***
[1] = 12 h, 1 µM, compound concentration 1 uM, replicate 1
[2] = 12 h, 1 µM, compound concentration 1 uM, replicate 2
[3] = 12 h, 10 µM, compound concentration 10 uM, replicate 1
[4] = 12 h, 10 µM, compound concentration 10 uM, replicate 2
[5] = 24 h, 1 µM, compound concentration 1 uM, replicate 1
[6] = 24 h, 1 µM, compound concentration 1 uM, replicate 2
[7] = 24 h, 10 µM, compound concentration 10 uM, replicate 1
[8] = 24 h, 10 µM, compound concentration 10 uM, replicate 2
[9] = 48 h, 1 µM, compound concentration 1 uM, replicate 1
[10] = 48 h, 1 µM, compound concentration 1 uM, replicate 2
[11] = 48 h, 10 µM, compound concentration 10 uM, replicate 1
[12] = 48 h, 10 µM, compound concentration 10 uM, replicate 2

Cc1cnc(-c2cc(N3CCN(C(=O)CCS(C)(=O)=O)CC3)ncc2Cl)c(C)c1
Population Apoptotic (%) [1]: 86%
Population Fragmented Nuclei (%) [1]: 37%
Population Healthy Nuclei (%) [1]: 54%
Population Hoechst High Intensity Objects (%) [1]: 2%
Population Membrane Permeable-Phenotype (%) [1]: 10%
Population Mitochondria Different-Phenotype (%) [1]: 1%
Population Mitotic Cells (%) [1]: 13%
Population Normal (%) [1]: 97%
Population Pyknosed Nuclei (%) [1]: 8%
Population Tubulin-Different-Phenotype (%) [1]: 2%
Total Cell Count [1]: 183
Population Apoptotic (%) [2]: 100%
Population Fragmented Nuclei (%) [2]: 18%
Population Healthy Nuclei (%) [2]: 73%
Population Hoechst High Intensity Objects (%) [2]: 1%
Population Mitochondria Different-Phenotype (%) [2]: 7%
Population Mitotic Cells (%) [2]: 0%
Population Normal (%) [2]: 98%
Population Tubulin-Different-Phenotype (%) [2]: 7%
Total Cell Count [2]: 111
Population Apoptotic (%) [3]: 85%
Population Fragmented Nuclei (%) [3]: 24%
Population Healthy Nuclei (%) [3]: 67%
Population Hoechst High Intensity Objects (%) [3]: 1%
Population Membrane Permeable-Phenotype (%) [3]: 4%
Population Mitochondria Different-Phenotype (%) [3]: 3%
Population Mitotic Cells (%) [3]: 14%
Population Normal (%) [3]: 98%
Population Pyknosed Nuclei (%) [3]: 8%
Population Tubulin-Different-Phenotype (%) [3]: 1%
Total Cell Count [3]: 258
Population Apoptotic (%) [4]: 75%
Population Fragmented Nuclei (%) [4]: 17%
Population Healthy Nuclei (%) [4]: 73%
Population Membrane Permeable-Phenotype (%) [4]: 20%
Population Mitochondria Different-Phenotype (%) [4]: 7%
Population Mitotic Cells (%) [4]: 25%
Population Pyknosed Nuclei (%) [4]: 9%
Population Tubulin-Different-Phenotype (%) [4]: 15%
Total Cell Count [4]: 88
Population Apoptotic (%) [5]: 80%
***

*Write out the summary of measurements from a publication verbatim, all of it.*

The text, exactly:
[1] = 12 h, 1 µM, compound concentration 1 uM, replicate 1
[2] = 12 h, 1 µM, compound concentration 1 uM, replicate 2
[3] = 12 h, 10 µM, compound concentration 10 uM, replicate 1
[4] = 12 h, 10 µM, compound concentration 10 uM, replicate 2
[5] = 24 h, 1 µM, compound concentration 1 uM, replicate 1
[6] = 24 h, 1 µM, compound concentration 1 uM, replicate 2
[7] = 24 h, 10 µM, compound concentration 10 uM, replicate 1
[8] = 24 h, 10 µM, compound concentration 10 uM, replicate 2
[9] = 48 h, 1 µM, compound concentration 1 uM, replicate 1
[10] = 48 h, 1 µM, compound concentration 1 uM, replicate 2
[11] = 48 h, 10 µM, compound concentration 10 uM, replicate 1
[12] = 48 h, 10 µM, compound concentration 10 uM, replicate 2

Cc1cnc(-c2cc(N3CCN(C(=O)CCS(C)(=O)=O)CC3)ncc2Cl)c(C)c1
Population Apoptotic (%) [1]: 86%
Population Fragmented Nuclei (%) [1]: 37%
Population Healthy Nuclei (%) [1]: 54%
Population Hoechst High Intensity Objects (%) [1]: 2%
Population Membrane Permeable-Phenotype (%) [1]: 10%
Population Mitochondria Different-Phenotype (%) [1]: 1%
Population Mitotic Cells (%) [1]: 13%
Population Normal (%) [1]: 97%
Population Pyknosed Nuclei (%) [1]: 8%
Population Tubulin-Different-Phenotype (%) [1]: 2%
Total Cell Count [1]: 183
Population Apoptotic (%) [2]: 100%
Population Fragmented Nuclei (%) [2]: 18%
Population Healthy Nuclei (%) [2]: 73%
Population Hoechst High Intensity Objects (%) [2]: 1%
Population Mitochondria Different-Phenotype (%) [2]: 7%
Population Mitotic Cells (%) [2]: 0%
Population Normal (%) [2]: 98%
Population Tubulin-Different-Phenotype (%) [2]: 7%
Total Cell Count [2]: 111
Population Apoptotic (%) [3]: 85%
Population Fragmented Nuclei (%) [3]: 24%
Population Healthy Nuclei (%) [3]: 67%
Population Hoechst High Intensity Objects (%) [3]: 1%
Population Membrane Permeable-Phenotype (%) [3]: 4%
Population Mitochondria Different-Phenotype (%) [3]: 3%
Population Mitotic Cells (%) [3]: 14%
Population Normal (%) [3]: 98%
Population Pyknosed Nuclei (%) [3]: 8%
Population Tubulin-Different-Phenotype (%) [3]: 1%
Total Cell Count [3]: 258
Population Apoptotic (%) [4]: 75%
Population Fragmented Nuclei (%) [4]: 17%
Population Healthy Nuclei (%) [4]: 73%
Population Membrane Permeable-Phenotype (%) [4]: 20%
Population Mitochondria Different-Phenotype (%) [4]: 7%
Population Mitotic Cells (%) [4]: 25%
Population Pyknosed Nuclei (%) [4]: 9%
Population Tubulin-Different-Phenotype (%) [4]: 15%
Total Cell Count [4]: 88
Population Apoptotic (%) [5]: 80%